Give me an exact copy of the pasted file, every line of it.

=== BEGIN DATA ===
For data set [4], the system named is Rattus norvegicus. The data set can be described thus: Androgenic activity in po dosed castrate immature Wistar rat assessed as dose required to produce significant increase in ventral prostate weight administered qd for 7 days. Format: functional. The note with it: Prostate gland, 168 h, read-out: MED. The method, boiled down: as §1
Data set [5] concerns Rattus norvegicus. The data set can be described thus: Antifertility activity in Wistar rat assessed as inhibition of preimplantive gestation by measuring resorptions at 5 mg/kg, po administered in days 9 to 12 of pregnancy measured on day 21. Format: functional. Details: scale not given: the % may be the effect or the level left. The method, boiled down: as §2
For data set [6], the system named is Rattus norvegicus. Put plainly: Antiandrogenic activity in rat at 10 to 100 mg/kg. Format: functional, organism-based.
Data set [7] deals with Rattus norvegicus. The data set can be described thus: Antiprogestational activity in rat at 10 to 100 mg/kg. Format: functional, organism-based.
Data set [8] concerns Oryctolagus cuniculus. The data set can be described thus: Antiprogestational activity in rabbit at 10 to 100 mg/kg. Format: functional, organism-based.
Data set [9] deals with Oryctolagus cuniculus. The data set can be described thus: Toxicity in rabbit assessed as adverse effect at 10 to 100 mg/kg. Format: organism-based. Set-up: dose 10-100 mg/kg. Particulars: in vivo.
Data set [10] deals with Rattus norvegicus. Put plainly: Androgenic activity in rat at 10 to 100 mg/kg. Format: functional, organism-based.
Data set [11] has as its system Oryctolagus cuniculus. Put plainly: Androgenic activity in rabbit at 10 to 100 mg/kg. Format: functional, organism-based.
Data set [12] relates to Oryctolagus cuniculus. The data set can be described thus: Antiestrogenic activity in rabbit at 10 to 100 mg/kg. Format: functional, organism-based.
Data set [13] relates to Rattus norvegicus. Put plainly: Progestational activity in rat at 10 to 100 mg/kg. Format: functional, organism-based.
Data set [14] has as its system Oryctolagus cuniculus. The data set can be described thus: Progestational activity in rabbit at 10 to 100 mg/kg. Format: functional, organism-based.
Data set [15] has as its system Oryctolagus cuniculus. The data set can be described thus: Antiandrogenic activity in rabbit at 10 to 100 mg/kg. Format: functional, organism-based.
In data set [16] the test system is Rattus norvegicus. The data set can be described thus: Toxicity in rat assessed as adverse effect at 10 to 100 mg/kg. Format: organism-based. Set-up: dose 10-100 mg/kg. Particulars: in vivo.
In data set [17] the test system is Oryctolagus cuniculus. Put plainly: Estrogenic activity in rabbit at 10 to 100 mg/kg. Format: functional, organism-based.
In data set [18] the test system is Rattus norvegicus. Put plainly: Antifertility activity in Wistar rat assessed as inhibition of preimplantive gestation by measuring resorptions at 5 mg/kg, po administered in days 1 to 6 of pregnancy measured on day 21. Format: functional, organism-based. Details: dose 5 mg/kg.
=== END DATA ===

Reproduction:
For data set [4], the system named is Rattus norvegicus. The data set can be described thus: Androgenic activity in po dosed castrate immature Wistar rat assessed as dose required to produce significant increase in ventral prostate weight administered qd for 7 days. Format: functional. The note with it: Prostate gland, 168 h, read-out: MED. The method, boiled down: as §1
Data set [5] concerns Rattus norvegicus. The data set can be described thus: Antifertility activity in Wistar rat assessed as inhibition of preimplantive gestation by measuring resorptions at 5 mg/kg, po administered in days 9 to 12 of pregnancy measured on day 21. Format: functional. Details: scale not given: the % may be the effect or the level left. The method, boiled down: as §2
For data set [6], the system named is Rattus norvegicus. Put plainly: Antiandrogenic activity in rat at 10 to 100 mg/kg. Format: functional, organism-based.
Data set [7] deals with Rattus norvegicus. The data set can be described thus: Antiprogestational activity in rat at 10 to 100 mg/kg. Format: functional, organism-based.
Data set [8] concerns Oryctolagus cuniculus. The data set can be described thus: Antiprogestational activity in rabbit at 10 to 100 mg/kg. Format: functional, organism-based.
Data set [9] deals with Oryctolagus cuniculus. The data set can be described thus: Toxicity in rabbit assessed as adverse effect at 10 to 100 mg/kg. Format: organism-based. Set-up: dose 10-100 mg/kg. Particulars: in vivo.
Data set [10] deals with Rattus norvegicus. Put plainly: Androgenic activity in rat at 10 to 100 mg/kg. Format: functional, organism-based.
Data set [11] has as its system Oryctolagus cuniculus. Put plainly: Androgenic activity in rabbit at 10 to 100 mg/kg. Format: functional, organism-based.
Data set [12] relates to Oryctolagus cuniculus. The data set can be described thus: Antiestrogenic activity in rabbit at 10 to 100 mg/kg. Format: functional, organism-based.
Data set [13] relates to Rattus norvegicus. Put plainly: Progestational activity in rat at 10 to 100 mg/kg. Format: functional, organism-based.
Data set [14] has as its system Oryctolagus cuniculus. The data set can be described thus: Progestational activity in rabbit at 10 to 100 mg/kg. Format: functional, organism-based.
Data set [15] has as its system Oryctolagus cuniculus. The data set can be described thus: Antiandrogenic activity in rabbit at 10 to 100 mg/kg. Format: functional, organism-based.
In data set [16] the test system is Rattus norvegicus. The data set can be described thus: Toxicity in rat assessed as adverse effect at 10 to 100 mg/kg. Format: organism-based. Set-up: dose 10-100 mg/kg. Particulars: in vivo.
In data set [17] the test system is Oryctolagus cuniculus. Put plainly: Estrogenic activity in rabbit at 10 to 100 mg/kg. Format: functional, organism-based.
In data set [18] the test system is Rattus norvegicus. Put plainly: Antifertility activity in Wistar rat assessed as inhibition of preimplantive gestation by measuring resorptions at 5 mg/kg, po administered in days 1 to 6 of pregnancy measured on day 21. Format: functional, organism-based. Details: dose 5 mg/kg.